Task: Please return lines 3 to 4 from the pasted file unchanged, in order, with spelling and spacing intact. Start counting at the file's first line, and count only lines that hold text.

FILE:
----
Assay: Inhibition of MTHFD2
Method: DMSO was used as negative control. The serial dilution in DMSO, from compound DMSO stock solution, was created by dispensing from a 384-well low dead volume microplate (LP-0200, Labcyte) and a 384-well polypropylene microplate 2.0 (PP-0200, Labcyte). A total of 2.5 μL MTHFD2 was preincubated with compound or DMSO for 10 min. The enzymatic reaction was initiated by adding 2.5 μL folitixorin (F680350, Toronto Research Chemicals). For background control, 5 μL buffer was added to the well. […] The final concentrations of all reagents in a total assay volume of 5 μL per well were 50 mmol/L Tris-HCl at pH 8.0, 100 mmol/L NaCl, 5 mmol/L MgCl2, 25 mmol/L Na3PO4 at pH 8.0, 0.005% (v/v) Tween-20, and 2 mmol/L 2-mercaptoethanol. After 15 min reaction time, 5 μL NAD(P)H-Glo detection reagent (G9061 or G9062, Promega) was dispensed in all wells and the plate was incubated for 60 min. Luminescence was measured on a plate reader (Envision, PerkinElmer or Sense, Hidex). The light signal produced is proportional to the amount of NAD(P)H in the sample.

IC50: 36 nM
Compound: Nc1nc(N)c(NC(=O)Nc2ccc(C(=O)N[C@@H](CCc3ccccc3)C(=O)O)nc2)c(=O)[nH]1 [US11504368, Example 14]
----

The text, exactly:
IC50: 36 nM
Compound: Nc1nc(N)c(NC(=O)Nc2ccc(C(=O)N[C@@H](CCc3ccccc3)C(=O)O)nc2)c(=O)[nH]1 [US11504368, Example 14]